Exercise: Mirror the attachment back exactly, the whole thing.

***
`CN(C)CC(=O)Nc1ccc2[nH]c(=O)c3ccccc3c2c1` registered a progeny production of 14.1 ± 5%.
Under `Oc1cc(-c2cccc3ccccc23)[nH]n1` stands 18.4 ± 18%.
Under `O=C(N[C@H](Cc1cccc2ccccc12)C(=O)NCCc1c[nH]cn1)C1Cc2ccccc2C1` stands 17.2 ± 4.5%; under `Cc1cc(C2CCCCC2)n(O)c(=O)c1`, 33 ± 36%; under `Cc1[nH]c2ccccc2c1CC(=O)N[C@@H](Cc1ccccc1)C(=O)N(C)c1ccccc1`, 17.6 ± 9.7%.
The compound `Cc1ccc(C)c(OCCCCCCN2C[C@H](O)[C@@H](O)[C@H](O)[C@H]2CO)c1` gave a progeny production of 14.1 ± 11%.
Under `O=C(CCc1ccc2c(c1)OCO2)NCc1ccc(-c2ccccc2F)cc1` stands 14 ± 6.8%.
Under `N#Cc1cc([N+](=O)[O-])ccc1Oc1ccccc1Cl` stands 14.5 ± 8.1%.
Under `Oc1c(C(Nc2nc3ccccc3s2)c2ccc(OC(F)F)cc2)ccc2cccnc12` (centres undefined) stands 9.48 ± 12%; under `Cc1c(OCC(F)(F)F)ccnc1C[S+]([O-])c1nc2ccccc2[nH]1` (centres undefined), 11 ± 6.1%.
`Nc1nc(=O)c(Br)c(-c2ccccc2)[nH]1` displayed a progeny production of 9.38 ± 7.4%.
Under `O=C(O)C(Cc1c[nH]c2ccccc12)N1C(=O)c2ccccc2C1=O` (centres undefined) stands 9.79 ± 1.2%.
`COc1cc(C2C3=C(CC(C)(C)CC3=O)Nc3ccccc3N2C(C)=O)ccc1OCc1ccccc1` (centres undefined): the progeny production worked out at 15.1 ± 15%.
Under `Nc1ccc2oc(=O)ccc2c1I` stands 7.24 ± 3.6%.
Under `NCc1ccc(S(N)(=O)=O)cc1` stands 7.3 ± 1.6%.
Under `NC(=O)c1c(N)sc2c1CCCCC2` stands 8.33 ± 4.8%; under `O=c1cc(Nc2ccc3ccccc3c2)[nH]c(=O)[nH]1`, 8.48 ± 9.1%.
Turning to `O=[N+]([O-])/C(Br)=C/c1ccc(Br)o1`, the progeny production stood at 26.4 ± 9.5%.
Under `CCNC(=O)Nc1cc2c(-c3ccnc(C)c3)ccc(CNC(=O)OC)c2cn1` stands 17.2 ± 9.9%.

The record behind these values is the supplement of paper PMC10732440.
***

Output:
`CN(C)CC(=O)Nc1ccc2[nH]c(=O)c3ccccc3c2c1` registered a progeny production of 14.1 ± 5%.
Under `Oc1cc(-c2cccc3ccccc23)[nH]n1` stands 18.4 ± 18%.
Under `O=C(N[C@H](Cc1cccc2ccccc12)C(=O)NCCc1c[nH]cn1)C1Cc2ccccc2C1` stands 17.2 ± 4.5%; under `Cc1cc(C2CCCCC2)n(O)c(=O)c1`, 33 ± 36%; under `Cc1[nH]c2ccccc2c1CC(=O)N[C@@H](Cc1ccccc1)C(=O)N(C)c1ccccc1`, 17.6 ± 9.7%.
The compound `Cc1ccc(C)c(OCCCCCCN2C[C@H](O)[C@@H](O)[C@H](O)[C@H]2CO)c1` gave a progeny production of 14.1 ± 11%.
Under `O=C(CCc1ccc2c(c1)OCO2)NCc1ccc(-c2ccccc2F)cc1` stands 14 ± 6.8%.
Under `N#Cc1cc([N+](=O)[O-])ccc1Oc1ccccc1Cl` stands 14.5 ± 8.1%.
Under `Oc1c(C(Nc2nc3ccccc3s2)c2ccc(OC(F)F)cc2)ccc2cccnc12` (centres undefined) stands 9.48 ± 12%; under `Cc1c(OCC(F)(F)F)ccnc1C[S+]([O-])c1nc2ccccc2[nH]1` (centres undefined), 11 ± 6.1%.
`Nc1nc(=O)c(Br)c(-c2ccccc2)[nH]1` displayed a progeny production of 9.38 ± 7.4%.
Under `O=C(O)C(Cc1c[nH]c2ccccc12)N1C(=O)c2ccccc2C1=O` (centres undefined) stands 9.79 ± 1.2%.
`COc1cc(C2C3=C(CC(C)(C)CC3=O)Nc3ccccc3N2C(C)=O)ccc1OCc1ccccc1` (centres undefined): the progeny production worked out at 15.1 ± 15%.
Under `Nc1ccc2oc(=O)ccc2c1I` stands 7.24 ± 3.6%.
Under `NCc1ccc(S(N)(=O)=O)cc1` stands 7.3 ± 1.6%.
Under `NC(=O)c1c(N)sc2c1CCCCC2` stands 8.33 ± 4.8%; under `O=c1cc(Nc2ccc3ccccc3c2)[nH]c(=O)[nH]1`, 8.48 ± 9.1%.
Turning to `O=[N+]([O-])/C(Br)=C/c1ccc(Br)o1`, the progeny production stood at 26.4 ± 9.5%.
Under `CCNC(=O)Nc1cc2c(-c3ccnc(C)c3)ccc(CNC(=O)OC)c2cn1` stands 17.2 ± 9.9%.

The record behind these values is the supplement of paper PMC10732440.